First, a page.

The Intergovernmental Panel on Climate Change released its landmark climate report last week, and a dire report it was. For Heather Hansman, the "biggest takeaway" from that report is that time has run out and we can no longer be complacent—"anything we can do now ... will make the future less brutal." One big thing we can do, she writes in her latest opinion piece for Outside: Stop building campfires. "We have to give up things we like now to avoid worse losses later," Hansman writes. "And if we don't, the sacrifices will continue to mount." Hansman notes that despite campfire bans in such states as Washington, people continue to light them (as well as cigarettes and fireworks), sparking out-of-control wildfires that wreak havoc on the landscape. Plus, even before groups set up camp and start stacking wood for their blaze, we've primed the land to burn by creating "hotter, drier, more dangerous conditions" through fossil fuel use and "the ways we use and manage land."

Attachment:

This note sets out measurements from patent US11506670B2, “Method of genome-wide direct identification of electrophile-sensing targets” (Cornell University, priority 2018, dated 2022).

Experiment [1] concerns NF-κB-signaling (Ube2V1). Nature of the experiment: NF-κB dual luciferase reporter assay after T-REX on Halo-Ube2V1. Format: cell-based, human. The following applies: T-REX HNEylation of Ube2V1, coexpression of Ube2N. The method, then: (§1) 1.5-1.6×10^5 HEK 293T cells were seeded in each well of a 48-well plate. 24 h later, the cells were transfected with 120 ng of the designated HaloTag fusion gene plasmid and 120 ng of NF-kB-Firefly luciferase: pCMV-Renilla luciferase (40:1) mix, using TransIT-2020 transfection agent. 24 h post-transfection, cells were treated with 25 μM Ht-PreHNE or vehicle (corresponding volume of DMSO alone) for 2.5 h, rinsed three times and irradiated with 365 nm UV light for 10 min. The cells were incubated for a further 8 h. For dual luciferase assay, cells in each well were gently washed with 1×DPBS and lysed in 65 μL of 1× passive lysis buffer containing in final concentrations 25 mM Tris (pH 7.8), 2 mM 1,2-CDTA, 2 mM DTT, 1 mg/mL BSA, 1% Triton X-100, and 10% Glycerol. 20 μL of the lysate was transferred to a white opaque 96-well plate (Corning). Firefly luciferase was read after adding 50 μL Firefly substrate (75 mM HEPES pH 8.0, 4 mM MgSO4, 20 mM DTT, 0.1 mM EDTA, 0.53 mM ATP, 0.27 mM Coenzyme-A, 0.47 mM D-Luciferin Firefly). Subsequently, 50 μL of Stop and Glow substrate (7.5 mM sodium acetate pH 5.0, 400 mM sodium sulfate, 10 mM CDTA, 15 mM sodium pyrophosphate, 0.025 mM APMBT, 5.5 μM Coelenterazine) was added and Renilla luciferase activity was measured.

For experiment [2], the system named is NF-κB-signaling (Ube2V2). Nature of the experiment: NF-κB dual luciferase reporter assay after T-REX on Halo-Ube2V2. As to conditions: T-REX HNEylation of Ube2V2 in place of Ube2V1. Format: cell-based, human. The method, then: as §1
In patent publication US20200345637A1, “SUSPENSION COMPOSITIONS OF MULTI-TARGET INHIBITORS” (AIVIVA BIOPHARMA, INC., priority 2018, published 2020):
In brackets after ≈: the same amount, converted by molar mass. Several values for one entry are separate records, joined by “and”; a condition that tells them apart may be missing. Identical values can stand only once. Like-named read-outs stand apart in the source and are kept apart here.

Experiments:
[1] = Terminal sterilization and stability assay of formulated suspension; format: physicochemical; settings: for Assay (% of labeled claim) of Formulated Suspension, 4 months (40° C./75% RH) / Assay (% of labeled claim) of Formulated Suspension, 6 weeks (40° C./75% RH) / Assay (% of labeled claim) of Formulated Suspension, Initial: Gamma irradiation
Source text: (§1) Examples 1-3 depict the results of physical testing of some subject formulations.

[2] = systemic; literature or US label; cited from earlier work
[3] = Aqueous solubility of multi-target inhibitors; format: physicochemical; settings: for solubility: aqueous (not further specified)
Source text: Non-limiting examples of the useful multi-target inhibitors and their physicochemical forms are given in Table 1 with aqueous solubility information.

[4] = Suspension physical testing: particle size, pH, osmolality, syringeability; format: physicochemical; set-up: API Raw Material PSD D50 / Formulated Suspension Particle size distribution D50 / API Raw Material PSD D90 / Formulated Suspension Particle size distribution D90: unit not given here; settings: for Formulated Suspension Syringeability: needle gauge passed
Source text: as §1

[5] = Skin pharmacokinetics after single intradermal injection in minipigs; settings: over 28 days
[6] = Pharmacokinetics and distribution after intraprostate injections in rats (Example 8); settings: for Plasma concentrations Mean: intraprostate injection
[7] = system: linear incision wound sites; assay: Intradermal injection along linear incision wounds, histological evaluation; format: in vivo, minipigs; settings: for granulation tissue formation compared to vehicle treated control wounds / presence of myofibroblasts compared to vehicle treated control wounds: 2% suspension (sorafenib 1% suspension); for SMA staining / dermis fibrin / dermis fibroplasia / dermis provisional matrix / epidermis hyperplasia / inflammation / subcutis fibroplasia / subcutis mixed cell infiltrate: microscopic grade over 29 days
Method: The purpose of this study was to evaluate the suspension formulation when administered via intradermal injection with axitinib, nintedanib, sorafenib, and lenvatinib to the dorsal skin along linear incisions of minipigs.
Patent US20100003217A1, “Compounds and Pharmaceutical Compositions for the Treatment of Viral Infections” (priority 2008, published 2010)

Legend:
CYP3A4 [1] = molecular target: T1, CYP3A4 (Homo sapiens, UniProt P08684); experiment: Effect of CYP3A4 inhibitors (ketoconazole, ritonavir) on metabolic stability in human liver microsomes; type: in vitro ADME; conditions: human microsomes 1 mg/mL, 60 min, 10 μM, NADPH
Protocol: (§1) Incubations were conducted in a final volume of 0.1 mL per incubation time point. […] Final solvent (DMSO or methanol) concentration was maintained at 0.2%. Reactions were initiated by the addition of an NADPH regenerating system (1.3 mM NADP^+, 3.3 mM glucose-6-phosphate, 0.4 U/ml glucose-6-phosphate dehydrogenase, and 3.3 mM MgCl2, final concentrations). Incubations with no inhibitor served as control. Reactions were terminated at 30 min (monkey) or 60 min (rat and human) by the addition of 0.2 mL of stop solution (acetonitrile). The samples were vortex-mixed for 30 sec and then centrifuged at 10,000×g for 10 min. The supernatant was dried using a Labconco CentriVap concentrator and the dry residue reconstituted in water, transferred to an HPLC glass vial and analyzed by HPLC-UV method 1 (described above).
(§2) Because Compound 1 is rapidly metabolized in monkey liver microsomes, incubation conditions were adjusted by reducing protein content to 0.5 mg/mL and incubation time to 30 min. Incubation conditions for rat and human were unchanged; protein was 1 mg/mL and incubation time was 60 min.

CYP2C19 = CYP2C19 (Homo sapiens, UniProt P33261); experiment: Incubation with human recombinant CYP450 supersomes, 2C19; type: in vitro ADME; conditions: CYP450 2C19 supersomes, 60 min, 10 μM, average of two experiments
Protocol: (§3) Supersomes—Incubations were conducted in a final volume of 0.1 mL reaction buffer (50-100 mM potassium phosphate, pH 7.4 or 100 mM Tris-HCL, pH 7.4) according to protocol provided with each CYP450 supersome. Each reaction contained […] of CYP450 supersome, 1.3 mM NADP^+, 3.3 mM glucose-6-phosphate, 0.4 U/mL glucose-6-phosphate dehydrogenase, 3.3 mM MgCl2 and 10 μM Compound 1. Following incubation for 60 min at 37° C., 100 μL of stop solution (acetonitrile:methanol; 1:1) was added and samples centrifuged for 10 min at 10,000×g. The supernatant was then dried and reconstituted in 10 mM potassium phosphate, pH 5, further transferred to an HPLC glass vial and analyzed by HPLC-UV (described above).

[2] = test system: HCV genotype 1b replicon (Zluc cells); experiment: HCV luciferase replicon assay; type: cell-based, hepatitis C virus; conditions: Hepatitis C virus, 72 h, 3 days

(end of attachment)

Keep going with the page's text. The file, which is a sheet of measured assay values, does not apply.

Hansman relays her own story of a recent camping trip in Washington's Yakima River Canyon in which she and her group, which didn't build a campfire, could smell another group's fire despite a ban in place. They learned later that a fire likely started by a spark from someone's car caused a blaze that torched 5,000 acres in four hours. "I am angry and frustrated and grieving," Hansman writes. "I feel ineffective and hamstrung. Pissed at the government, at the gas companies, at the bros throwing beanbags by a fire three campsites over." The way to alleviate those feelings, she notes, is to take action, and if that means ditching campfires, so be it. "I love sitting around a campfire, telling stories and poking flames, but going without a fire isn't such a huge sacrifice," she writes. "We get to choose if we want to sit by a campfire now or be able to sit by smoke-free rivers in future summers. The window of action is shrinking fast." Read more of her piece here. (Read more fires stories.)